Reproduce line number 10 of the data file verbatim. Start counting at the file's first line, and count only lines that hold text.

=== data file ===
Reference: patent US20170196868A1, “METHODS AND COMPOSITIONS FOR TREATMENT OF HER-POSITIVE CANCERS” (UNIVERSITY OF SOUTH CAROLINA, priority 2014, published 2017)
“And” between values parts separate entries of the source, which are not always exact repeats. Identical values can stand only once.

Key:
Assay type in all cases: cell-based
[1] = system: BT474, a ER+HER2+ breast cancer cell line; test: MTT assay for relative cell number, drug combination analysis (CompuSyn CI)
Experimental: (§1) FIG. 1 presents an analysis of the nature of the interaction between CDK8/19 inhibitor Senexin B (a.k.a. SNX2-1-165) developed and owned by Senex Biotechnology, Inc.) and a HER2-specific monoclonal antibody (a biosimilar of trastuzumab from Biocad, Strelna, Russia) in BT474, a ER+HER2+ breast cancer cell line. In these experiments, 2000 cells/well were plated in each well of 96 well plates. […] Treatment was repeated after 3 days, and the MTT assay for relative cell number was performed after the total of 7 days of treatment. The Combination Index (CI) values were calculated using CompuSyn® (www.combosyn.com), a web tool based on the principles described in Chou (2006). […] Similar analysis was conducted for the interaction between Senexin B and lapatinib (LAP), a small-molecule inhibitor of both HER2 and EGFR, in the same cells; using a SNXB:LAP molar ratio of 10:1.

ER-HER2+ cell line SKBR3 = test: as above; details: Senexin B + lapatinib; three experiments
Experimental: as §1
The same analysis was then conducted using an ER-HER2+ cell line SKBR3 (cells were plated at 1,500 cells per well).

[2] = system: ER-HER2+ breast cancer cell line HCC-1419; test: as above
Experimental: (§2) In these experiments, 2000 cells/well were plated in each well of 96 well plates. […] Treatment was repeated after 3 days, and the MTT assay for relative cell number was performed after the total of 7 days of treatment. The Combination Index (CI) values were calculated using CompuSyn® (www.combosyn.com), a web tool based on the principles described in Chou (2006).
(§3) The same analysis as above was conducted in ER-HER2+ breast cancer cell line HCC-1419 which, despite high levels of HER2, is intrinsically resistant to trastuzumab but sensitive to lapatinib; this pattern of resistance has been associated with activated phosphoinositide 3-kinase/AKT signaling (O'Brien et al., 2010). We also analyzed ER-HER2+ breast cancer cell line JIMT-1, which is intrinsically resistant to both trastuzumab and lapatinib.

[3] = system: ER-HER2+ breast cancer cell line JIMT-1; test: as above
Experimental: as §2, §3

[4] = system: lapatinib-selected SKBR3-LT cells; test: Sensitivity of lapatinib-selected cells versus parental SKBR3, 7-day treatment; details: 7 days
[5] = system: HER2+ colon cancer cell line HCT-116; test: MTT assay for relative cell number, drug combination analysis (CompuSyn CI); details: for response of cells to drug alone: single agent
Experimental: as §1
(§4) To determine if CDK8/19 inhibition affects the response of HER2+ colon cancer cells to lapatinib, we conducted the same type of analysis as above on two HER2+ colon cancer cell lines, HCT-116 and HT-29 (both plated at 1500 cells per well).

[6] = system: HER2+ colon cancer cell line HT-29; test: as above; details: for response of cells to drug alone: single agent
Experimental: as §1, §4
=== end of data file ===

[2] = system: ER-HER2+ breast cancer cell line HCC-1419; test: as above